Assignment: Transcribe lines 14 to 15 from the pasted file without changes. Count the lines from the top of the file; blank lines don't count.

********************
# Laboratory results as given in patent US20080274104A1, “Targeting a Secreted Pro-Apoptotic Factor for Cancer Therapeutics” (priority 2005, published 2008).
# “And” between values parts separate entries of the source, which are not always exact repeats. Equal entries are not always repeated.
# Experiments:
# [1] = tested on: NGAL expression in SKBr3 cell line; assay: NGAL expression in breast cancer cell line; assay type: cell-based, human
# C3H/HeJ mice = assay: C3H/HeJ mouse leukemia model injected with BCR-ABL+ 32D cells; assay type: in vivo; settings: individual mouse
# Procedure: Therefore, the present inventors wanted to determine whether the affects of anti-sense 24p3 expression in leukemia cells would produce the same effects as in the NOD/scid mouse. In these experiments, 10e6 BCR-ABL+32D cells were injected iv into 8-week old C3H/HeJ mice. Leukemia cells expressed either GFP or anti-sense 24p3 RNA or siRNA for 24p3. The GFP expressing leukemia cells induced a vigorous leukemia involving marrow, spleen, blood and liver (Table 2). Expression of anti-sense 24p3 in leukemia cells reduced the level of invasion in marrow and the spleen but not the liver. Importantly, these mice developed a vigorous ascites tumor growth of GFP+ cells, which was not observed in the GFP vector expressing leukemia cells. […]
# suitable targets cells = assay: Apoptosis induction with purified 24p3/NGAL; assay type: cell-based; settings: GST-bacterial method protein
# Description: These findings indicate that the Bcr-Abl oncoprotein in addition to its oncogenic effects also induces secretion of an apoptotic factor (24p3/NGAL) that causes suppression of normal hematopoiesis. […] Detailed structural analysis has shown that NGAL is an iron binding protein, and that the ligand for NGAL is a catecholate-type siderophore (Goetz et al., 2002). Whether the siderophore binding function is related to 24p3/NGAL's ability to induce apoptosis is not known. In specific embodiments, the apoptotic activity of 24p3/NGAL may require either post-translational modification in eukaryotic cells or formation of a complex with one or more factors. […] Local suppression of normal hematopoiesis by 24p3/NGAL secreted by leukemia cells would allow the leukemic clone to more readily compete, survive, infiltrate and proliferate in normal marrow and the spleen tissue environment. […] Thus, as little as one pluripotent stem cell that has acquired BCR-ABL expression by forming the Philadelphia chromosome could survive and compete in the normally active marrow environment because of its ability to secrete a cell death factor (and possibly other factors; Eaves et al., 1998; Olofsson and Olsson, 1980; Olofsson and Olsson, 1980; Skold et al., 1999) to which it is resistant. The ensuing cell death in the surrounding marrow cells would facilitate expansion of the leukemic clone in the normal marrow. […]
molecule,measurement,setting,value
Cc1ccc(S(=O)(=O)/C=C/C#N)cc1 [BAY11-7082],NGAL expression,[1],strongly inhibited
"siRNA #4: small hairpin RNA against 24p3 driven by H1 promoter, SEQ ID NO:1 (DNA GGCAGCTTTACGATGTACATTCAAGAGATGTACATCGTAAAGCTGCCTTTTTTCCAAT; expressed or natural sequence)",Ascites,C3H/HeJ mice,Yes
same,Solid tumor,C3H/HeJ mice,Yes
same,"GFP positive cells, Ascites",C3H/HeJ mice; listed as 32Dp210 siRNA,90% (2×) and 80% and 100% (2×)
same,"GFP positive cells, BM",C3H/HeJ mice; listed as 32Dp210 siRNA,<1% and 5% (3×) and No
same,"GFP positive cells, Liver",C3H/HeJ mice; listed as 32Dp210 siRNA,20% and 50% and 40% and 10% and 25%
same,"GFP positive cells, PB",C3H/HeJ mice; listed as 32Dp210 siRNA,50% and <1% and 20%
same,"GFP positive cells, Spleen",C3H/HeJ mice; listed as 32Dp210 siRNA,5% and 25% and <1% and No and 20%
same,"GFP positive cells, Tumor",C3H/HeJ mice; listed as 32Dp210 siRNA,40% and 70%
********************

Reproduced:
same,"GFP positive cells, BM",C3H/HeJ mice; listed as 32Dp210 siRNA,<1% and 5% (3×) and No
same,"GFP positive cells, Liver",C3H/HeJ mice; listed as 32Dp210 siRNA,20% and 50% and 40% and 10% and 25%